Neighbor vs. Neighbor
Some of the most difficult ‘enforce-or-not’ decisions involve disputes between neighbors. A classic example: One owner complains about the excessive and intolerable noise created by another one, saying this constitutes a “nuisance” that the board is required to prohibit.
When you have two owners complaining about each other, it may be difficult or impossible to determine which of the owners is creating the problem. It may be both of them. This is especially true when other residents can’t corroborate the noise or other issue about which one of the neighbors is complaining.
In inter-owner disputes of this kind, the best course of action for the board may be to mediate the dispute (if possible) rather than enforcing the rule. If mediation is not possible, the board may simply have to refuse to become involved in the dispute. In similar circumstances, we have sent both owners a letter stating that the board could not determine who was at fault and so would be forwarding all further complaints directly to the police department.
While the board’s involvement in inter-owner disputes is ill-advised in most cases, it is essential in some. The decision should be based on the seriousness of the situation. Complaints that a neighbor is stomping intentionally on the floor should be treated differently than claims that a neighbor is threatening violence or using racial slurs. The liability for failing to address foot-stomping is negligible; the potential liability for failing to address threats of violence or discrimination is immense.
Landlord-tenant relationships, like neighbor-vs. –neighbor disputes, are another area in which boards should avoid involvement. Concerned that “bad” tenants might move into the community, some boards want to assert their right to approve tenants who will be occupying units rented by their owners. While boards may, indeed, have the authority to enforce such a restriction if contained in the constituent documents, we strongly advise against it.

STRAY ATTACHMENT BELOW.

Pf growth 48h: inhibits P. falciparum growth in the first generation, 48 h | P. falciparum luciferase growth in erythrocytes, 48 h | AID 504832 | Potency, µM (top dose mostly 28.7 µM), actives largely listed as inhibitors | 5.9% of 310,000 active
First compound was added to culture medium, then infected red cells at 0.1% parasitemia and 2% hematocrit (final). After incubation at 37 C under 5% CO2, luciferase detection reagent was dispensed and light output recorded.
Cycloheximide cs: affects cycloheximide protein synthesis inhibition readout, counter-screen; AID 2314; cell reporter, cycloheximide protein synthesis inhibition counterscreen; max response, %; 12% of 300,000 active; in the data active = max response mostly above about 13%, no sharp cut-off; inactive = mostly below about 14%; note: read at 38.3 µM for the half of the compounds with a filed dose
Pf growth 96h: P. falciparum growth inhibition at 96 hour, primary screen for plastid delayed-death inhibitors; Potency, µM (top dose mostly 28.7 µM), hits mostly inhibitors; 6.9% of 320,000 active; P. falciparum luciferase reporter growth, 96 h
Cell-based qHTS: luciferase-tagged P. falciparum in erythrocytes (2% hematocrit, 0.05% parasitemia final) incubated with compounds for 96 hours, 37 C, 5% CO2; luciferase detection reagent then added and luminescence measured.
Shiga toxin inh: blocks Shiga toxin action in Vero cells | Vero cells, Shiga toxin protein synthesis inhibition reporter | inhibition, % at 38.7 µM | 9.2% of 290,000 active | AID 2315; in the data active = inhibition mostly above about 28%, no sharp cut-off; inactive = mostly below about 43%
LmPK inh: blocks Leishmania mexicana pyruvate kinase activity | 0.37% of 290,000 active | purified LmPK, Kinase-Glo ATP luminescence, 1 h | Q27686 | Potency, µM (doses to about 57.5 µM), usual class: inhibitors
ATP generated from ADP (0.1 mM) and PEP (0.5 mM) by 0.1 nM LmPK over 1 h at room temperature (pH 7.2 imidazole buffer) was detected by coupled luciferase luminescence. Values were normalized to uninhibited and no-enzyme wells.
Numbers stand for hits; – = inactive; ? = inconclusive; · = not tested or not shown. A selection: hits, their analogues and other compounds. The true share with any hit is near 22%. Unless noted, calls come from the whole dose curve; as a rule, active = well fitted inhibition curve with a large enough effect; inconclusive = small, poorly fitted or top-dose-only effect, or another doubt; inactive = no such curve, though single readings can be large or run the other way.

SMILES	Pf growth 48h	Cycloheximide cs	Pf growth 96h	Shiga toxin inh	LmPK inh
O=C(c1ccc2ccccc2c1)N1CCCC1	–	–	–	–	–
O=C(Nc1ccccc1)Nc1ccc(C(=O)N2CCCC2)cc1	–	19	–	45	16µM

Rejecting a tenant for any reason could expose the board and the association to liability for discrimination (if the tenant is a member of a protected class) or for interfering improperly with a business relationship. If the board approves a tenant who subsequently commits a crime in the community, there is potential liability there, too. Nothing good comes from inserting the board in the tenant section process – only a lot of additional liability the association doesn’t want.
In condominium communities, as in physics, every action has a reaction. Enforcing a rule will upset the owner violating it; not enforcing it will upset others. So while the obligation to be fair and reasonable doesn’t require rigid consistency, it does require caution and good judgment. Even in situations like the trash schedule described earlier, where the argument for flexibility is strong, the board must be prepared to explain the rationale for ignoring a violation and to demonstrate that the decision wasn’t arbitrary, capricious or discriminatory.
Warnings or Fines?
Caution is required in the imposition of fines as well as in the enforcement of rules. A highway patrolman who stops a speeding car can ticket the driver for gong 20 miles over the limit, report the speed as something less than that (to reduce the fine) or simply issue a warning to pay more attention to speed limits in the future.